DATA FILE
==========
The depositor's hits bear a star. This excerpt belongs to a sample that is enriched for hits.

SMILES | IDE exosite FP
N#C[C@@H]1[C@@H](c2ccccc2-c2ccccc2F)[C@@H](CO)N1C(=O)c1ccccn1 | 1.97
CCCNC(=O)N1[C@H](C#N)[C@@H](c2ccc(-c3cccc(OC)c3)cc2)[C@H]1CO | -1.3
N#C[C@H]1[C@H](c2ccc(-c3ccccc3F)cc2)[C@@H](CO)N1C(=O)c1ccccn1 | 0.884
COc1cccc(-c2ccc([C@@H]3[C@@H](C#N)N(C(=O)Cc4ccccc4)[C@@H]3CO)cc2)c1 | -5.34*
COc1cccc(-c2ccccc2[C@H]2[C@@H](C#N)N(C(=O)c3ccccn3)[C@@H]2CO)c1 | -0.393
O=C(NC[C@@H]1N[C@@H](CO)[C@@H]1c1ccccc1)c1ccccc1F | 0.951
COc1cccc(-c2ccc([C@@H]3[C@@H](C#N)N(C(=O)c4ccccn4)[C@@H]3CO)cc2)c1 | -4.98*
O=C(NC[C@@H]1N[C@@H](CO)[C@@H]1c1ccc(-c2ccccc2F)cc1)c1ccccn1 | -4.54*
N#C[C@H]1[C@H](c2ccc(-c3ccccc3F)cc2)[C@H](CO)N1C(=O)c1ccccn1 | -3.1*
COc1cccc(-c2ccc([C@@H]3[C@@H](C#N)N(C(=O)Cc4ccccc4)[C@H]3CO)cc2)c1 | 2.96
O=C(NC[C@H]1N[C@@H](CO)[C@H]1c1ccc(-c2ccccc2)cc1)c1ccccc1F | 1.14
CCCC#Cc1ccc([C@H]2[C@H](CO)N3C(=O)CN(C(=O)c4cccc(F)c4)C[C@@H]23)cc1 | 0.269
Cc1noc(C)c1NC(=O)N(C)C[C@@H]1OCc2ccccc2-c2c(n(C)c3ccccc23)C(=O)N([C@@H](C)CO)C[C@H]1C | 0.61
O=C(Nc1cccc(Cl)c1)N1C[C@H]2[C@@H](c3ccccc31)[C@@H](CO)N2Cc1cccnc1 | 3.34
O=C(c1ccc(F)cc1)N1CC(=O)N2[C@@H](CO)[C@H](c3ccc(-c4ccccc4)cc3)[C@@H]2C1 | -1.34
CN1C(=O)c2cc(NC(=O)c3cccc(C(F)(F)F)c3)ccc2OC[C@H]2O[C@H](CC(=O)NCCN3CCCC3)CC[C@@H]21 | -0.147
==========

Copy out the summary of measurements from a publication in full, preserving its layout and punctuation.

The depositor's hits bear a star. This excerpt belongs to a sample that is enriched for hits.

SMILES | IDE exosite FP
N#C[C@@H]1[C@@H](c2ccccc2-c2ccccc2F)[C@@H](CO)N1C(=O)c1ccccn1 | 1.97
CCCNC(=O)N1[C@H](C#N)[C@@H](c2ccc(-c3cccc(OC)c3)cc2)[C@H]1CO | -1.3
N#C[C@H]1[C@H](c2ccc(-c3ccccc3F)cc2)[C@@H](CO)N1C(=O)c1ccccn1 | 0.884
COc1cccc(-c2ccc([C@@H]3[C@@H](C#N)N(C(=O)Cc4ccccc4)[C@@H]3CO)cc2)c1 | -5.34*
COc1cccc(-c2ccccc2[C@H]2[C@@H](C#N)N(C(=O)c3ccccn3)[C@@H]2CO)c1 | -0.393
O=C(NC[C@@H]1N[C@@H](CO)[C@@H]1c1ccccc1)c1ccccc1F | 0.951
COc1cccc(-c2ccc([C@@H]3[C@@H](C#N)N(C(=O)c4ccccn4)[C@@H]3CO)cc2)c1 | -4.98*
O=C(NC[C@@H]1N[C@@H](CO)[C@@H]1c1ccc(-c2ccccc2F)cc1)c1ccccn1 | -4.54*
N#C[C@H]1[C@H](c2ccc(-c3ccccc3F)cc2)[C@H](CO)N1C(=O)c1ccccn1 | -3.1*
COc1cccc(-c2ccc([C@@H]3[C@@H](C#N)N(C(=O)Cc4ccccc4)[C@H]3CO)cc2)c1 | 2.96
O=C(NC[C@H]1N[C@@H](CO)[C@H]1c1ccc(-c2ccccc2)cc1)c1ccccc1F | 1.14
CCCC#Cc1ccc([C@H]2[C@H](CO)N3C(=O)CN(C(=O)c4cccc(F)c4)C[C@@H]23)cc1 | 0.269
Cc1noc(C)c1NC(=O)N(C)C[C@@H]1OCc2ccccc2-c2c(n(C)c3ccccc23)C(=O)N([C@@H](C)CO)C[C@H]1C | 0.61
O=C(Nc1cccc(Cl)c1)N1C[C@H]2[C@@H](c3ccccc31)[C@@H](CO)N2Cc1cccnc1 | 3.34
O=C(c1ccc(F)cc1)N1CC(=O)N2[C@@H](CO)[C@H](c3ccc(-c4ccccc4)cc3)[C@@H]2C1 | -1.34
CN1C(=O)c2cc(NC(=O)c3cccc(C(F)(F)F)c3)ccc2OC[C@H]2O[C@H](CC(=O)NCCN3CCCC3)CC[C@@H]21 | -0.147